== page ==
Dreamfields does not claim that their matrix works perfectly to block all carbohydrate absorption, only that it locks up the starch long enough for it to pass through your system in normal use. Without some form of meat, fiber, or other food on the test subject's stomach, the dreamfileds pasta would just stew in the gut with the starch converting to sugar. However, if the subjects had been given normal red sauce, with meat cheese etc..., you know, the normal things people eat with pasta, their stomachs would have been active and had acid in them. This would have destroyed much of the enzyme that converts starch to sugar and would also have moved the pasta through the digestive tract fast enough that the protective matrix in the Dreamfields would have prevented sugar absorption. At least that is the Dreamfileds claim. I don't know if it is true.

    I am not convinced either way. Here is what I do know:

    1) Both the Diet Doctor's experiment and the diabetic study showed only that Dreamfields does not work on an empty stomach with only water as a chaser. Therefore it is clear that you should not eat Dreamfields that way. However, I don't know anyone who would, so both are fairly useless experiments. By the way the nearly exact agreement between the Dreamfields results and the normal pasta results is also highly suspect. Nothing in biology give such exact numerical results. I suspect some kind of dry-lab-ing going on (that means I suspect that the test data if fake).

    2) I agree that it is strange and suspect that Dreamfields will not release their test data. This makes me suspicious that it is a fraud, but it is not convincing. There are some very good legal and business reasons I can think of why they would not want to release their results.

    3) A high school kid should do this as a science fair project. The kid would need to test groups of people eating both Dreamfileds and normal pasta in double blind trials using carefully controlled normal meals (not plain pasta) and a crossover experimental design. Without such an experiment, independent from the Dreamfileds company, we simply don't know. However, I have seen many postings from folks on the internet who claim to have measured their blood sugar with Dreamfileds and who claim to have gotten good results. I will say also that my own anecdotal results with Dreamfileds are positive, but I don't overcook it, and I eat it with tomato sauce, cheese vegetables and meat.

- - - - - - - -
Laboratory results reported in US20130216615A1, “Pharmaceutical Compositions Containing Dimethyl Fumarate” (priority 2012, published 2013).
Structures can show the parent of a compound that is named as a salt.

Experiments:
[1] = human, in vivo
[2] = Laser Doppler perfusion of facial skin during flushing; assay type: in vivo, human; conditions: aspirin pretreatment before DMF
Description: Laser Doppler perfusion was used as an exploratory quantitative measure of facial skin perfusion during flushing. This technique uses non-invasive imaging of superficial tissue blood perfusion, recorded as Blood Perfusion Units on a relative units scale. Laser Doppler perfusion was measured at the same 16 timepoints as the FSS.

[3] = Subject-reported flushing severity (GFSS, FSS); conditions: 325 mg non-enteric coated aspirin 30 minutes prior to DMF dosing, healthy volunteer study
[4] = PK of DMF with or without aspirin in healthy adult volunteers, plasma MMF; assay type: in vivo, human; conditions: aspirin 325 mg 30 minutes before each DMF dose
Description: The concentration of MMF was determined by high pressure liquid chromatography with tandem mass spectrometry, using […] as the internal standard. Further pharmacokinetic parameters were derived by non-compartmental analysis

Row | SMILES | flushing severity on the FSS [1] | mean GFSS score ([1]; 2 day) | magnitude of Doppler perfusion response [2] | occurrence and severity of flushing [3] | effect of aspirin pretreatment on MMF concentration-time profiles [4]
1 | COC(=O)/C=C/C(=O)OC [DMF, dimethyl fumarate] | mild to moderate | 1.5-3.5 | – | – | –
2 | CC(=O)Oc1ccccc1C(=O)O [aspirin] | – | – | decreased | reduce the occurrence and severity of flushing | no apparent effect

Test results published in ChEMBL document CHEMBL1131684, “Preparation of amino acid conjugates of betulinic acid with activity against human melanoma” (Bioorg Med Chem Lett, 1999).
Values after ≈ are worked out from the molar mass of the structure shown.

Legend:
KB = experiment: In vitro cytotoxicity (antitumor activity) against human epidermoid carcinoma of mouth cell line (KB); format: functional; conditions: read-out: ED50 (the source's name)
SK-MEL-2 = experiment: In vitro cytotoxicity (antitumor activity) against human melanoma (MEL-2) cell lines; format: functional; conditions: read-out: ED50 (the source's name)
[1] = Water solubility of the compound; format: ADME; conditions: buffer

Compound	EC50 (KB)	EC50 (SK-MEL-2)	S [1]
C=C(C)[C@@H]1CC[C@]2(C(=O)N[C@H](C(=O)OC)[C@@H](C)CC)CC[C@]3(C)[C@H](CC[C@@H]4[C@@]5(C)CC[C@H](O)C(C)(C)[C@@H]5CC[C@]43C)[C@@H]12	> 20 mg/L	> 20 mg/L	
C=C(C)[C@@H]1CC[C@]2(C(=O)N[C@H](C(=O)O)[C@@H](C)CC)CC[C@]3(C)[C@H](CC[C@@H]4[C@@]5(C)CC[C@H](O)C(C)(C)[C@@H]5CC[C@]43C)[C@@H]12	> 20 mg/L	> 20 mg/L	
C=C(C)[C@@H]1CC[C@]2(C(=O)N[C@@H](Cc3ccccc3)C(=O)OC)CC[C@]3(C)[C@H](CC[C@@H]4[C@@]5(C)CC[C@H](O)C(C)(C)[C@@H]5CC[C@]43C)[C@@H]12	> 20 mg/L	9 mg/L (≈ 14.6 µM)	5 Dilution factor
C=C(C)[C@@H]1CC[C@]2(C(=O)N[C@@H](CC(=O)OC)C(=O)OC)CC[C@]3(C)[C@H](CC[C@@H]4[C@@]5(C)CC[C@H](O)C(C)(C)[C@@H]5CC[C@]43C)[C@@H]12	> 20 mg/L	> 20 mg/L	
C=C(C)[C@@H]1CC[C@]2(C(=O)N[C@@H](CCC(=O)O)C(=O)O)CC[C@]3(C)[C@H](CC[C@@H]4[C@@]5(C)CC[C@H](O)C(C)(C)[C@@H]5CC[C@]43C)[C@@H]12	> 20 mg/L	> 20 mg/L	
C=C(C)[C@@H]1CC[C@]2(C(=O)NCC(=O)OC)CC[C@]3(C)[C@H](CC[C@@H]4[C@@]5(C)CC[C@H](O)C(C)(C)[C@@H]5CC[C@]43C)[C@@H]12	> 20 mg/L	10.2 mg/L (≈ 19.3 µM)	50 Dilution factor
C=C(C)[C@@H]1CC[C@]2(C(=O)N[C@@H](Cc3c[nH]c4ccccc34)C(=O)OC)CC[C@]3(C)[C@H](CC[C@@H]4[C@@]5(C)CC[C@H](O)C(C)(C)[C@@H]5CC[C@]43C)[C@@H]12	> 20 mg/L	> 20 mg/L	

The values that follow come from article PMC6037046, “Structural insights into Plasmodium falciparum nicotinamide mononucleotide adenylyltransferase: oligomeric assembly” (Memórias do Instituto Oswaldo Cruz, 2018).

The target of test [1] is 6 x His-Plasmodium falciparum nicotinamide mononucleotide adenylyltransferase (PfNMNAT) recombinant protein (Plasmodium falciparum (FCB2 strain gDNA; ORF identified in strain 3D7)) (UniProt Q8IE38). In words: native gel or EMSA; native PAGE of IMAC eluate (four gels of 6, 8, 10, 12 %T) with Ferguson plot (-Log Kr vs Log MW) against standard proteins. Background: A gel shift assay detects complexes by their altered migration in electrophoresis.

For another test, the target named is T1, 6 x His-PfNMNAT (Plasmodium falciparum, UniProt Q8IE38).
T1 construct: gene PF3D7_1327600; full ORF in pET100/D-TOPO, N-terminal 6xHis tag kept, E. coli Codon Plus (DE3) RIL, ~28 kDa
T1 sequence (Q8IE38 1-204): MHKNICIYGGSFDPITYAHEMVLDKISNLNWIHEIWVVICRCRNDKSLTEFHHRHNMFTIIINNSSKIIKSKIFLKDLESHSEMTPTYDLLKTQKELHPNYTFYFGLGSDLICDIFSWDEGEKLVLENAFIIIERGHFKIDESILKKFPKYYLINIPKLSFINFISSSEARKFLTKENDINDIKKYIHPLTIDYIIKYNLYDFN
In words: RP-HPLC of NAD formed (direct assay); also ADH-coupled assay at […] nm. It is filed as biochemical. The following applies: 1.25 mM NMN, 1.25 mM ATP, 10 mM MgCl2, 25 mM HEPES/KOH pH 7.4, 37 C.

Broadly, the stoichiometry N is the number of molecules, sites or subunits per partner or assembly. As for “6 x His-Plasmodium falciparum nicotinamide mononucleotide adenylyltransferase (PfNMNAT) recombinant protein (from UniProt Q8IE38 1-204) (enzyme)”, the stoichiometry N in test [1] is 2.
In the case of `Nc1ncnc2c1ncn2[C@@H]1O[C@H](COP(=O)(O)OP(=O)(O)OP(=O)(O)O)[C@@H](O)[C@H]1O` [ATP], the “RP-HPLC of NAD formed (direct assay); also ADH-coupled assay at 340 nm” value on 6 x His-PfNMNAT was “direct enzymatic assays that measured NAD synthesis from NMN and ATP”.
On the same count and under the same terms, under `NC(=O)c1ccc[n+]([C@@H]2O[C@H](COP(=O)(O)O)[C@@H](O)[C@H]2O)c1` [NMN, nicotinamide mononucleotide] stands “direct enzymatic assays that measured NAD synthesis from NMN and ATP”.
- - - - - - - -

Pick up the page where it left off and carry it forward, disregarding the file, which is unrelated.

I honestly don't know if the stuff works or not, but I think it merits a careful test. Biology is very complex and these sloppy experiments don't clarify much.

    In addition, a good high school experiment would do some simple measures in a beaker of how fast Dreamfields breaks down in the presence of ptyalin in comparison to how fast normal pasta breaks down. If there is no difference there, then Dreamfields is probably a fraud.

    Finally, one low carb pasta that really does work is the Atkins Penne pasta which can be purchased on the internet. If is made with soy, is very good (not quite exactly the same as normal pasta), and there is no controversy around it.

  40. Funderaren
    Joel, no pasta works even better. ;)
  41. Joel
    I agree, but people like pasta.
  42. Danielle Mörlund
    Daniel says: "This foreign doctor..."

    That just discredited anything you had to say Daniel. Dr. Eenfeldt is from Sweden. You make it sound like he is a Neanderthal that was just defrosted from a block of ice. *roll eyes*

  43. Morris Older
    As one commenter noted, the experiment that truly matters is the one that you do yourself, on your own body, with your own meter.

    You may recall that in setting the glycemic index of a product they test 10 people (non-diabetic) and then average their glycemic response to that product. They go for ten people because in fact the response varies greatly, not only from person to person, but also from food to food. The person whose blood glucose responds minimally to rice may in fact be the same person who responds at the high end to corn or wheat, or garbanzo beans. Human digestion can be quite variable.

    Which means that with Dreamfields as with any other food, what should matter to you most is what your glucose meter says about how YOU respond to that food. Carb counts, nutrition labels and glycemic index are a good starting point to guess how you may react to a food, but your meter gives you more reliable feedback.

    Personally I despise all marketing claims on just about every product there is, and rarely buy foods that comes in a box, can or jar. There is virtually no regulation of marketing claims at all, so I tend to discount anything that is not stated in the nutrition facts label itself.